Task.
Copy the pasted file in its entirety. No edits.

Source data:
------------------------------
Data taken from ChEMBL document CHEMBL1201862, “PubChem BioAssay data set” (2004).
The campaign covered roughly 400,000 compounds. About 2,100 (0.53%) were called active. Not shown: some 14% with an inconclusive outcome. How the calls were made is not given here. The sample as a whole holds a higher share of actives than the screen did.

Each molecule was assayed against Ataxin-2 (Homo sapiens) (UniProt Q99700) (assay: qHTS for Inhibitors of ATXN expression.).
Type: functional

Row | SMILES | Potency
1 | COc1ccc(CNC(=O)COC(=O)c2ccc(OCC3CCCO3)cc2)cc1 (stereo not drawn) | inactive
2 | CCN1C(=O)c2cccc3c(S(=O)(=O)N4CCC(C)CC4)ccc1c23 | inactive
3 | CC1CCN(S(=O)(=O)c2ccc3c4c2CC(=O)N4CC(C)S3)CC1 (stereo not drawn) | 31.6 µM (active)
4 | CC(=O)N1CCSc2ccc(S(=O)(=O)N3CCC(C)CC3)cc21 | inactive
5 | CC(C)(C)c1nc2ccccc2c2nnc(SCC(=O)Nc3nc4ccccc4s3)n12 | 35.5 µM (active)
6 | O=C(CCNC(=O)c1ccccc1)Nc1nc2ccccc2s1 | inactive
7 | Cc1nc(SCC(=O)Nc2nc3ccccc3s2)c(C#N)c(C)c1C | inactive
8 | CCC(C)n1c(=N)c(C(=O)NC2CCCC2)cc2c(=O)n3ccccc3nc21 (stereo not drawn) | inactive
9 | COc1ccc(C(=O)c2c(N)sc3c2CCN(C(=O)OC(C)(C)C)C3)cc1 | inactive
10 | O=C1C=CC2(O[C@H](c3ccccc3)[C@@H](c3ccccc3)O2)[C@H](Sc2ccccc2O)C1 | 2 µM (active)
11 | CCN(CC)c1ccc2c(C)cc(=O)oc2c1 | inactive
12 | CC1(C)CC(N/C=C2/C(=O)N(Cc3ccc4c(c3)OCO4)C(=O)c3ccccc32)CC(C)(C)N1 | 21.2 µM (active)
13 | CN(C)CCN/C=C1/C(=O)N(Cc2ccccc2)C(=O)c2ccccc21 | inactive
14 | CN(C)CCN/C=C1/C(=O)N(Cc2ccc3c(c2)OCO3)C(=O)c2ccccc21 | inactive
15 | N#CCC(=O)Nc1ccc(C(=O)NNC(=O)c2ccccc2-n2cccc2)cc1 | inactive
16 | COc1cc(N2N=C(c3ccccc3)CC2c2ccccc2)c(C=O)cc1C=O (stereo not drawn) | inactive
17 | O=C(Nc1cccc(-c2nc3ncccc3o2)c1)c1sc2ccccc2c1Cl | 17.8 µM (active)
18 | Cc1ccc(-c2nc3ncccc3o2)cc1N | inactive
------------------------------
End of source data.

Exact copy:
Data taken from ChEMBL document CHEMBL1201862, “PubChem BioAssay data set” (2004).
The campaign covered roughly 400,000 compounds. About 2,100 (0.53%) were called active. Not shown: some 14% with an inconclusive outcome. How the calls were made is not given here. The sample as a whole holds a higher share of actives than the screen did.

Each molecule was assayed against Ataxin-2 (Homo sapiens) (UniProt Q99700) (assay: qHTS for Inhibitors of ATXN expression.).
Type: functional

Row | SMILES | Potency
1 | COc1ccc(CNC(=O)COC(=O)c2ccc(OCC3CCCO3)cc2)cc1 (stereo not drawn) | inactive
2 | CCN1C(=O)c2cccc3c(S(=O)(=O)N4CCC(C)CC4)ccc1c23 | inactive
3 | CC1CCN(S(=O)(=O)c2ccc3c4c2CC(=O)N4CC(C)S3)CC1 (stereo not drawn) | 31.6 µM (active)
4 | CC(=O)N1CCSc2ccc(S(=O)(=O)N3CCC(C)CC3)cc21 | inactive
5 | CC(C)(C)c1nc2ccccc2c2nnc(SCC(=O)Nc3nc4ccccc4s3)n12 | 35.5 µM (active)
6 | O=C(CCNC(=O)c1ccccc1)Nc1nc2ccccc2s1 | inactive
7 | Cc1nc(SCC(=O)Nc2nc3ccccc3s2)c(C#N)c(C)c1C | inactive
8 | CCC(C)n1c(=N)c(C(=O)NC2CCCC2)cc2c(=O)n3ccccc3nc21 (stereo not drawn) | inactive
9 | COc1ccc(C(=O)c2c(N)sc3c2CCN(C(=O)OC(C)(C)C)C3)cc1 | inactive
10 | O=C1C=CC2(O[C@H](c3ccccc3)[C@@H](c3ccccc3)O2)[C@H](Sc2ccccc2O)C1 | 2 µM (active)
11 | CCN(CC)c1ccc2c(C)cc(=O)oc2c1 | inactive
12 | CC1(C)CC(N/C=C2/C(=O)N(Cc3ccc4c(c3)OCO4)C(=O)c3ccccc32)CC(C)(C)N1 | 21.2 µM (active)
13 | CN(C)CCN/C=C1/C(=O)N(Cc2ccccc2)C(=O)c2ccccc21 | inactive
14 | CN(C)CCN/C=C1/C(=O)N(Cc2ccc3c(c2)OCO3)C(=O)c2ccccc21 | inactive
15 | N#CCC(=O)Nc1ccc(C(=O)NNC(=O)c2ccccc2-n2cccc2)cc1 | inactive
16 | COc1cc(N2N=C(c3ccccc3)CC2c2ccccc2)c(C=O)cc1C=O (stereo not drawn) | inactive
17 | O=C(Nc1cccc(-c2nc3ncccc3o2)c1)c1sc2ccccc2c1Cl | 17.8 µM (active)
18 | Cc1ccc(-c2nc3ncccc3o2)cc1N | inactive